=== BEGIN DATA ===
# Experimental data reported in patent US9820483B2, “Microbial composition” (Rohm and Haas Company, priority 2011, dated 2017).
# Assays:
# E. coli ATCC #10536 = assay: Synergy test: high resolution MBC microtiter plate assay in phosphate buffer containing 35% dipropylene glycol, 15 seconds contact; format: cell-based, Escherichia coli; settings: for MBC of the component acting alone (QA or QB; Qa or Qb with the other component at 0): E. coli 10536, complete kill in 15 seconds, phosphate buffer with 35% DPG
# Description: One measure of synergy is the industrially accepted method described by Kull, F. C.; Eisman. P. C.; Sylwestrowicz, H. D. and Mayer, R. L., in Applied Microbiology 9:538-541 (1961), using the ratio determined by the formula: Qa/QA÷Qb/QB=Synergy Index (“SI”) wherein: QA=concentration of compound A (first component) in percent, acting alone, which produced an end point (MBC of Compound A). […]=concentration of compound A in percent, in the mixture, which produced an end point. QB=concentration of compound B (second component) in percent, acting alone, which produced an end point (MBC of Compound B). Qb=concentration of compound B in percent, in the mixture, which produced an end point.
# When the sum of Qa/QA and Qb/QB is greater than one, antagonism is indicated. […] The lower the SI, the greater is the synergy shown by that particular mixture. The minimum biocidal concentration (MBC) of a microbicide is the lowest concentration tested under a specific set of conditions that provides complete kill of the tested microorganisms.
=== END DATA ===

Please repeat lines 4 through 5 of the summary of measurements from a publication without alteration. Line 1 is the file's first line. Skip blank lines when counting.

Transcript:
# Description: One measure of synergy is the industrially accepted method described by Kull, F. C.; Eisman. P. C.; Sylwestrowicz, H. D. and Mayer, R. L., in Applied Microbiology 9:538-541 (1961), using the ratio determined by the formula: Qa/QA÷Qb/QB=Synergy Index (“SI”) wherein: QA=concentration of compound A (first component) in percent, acting alone, which produced an end point (MBC of Compound A). […]=concentration of compound A in percent, in the mixture, which produced an end point. QB=concentration of compound B (second component) in percent, acting alone, which produced an end point (MBC of Compound B). Qb=concentration of compound B in percent, in the mixture, which produced an end point.
# When the sum of Qa/QA and Qb/QB is greater than one, antagonism is indicated. […] The lower the SI, the greater is the synergy shown by that particular mixture. The minimum biocidal concentration (MBC) of a microbicide is the lowest concentration tested under a specific set of conditions that provides complete kill of the tested microorganisms.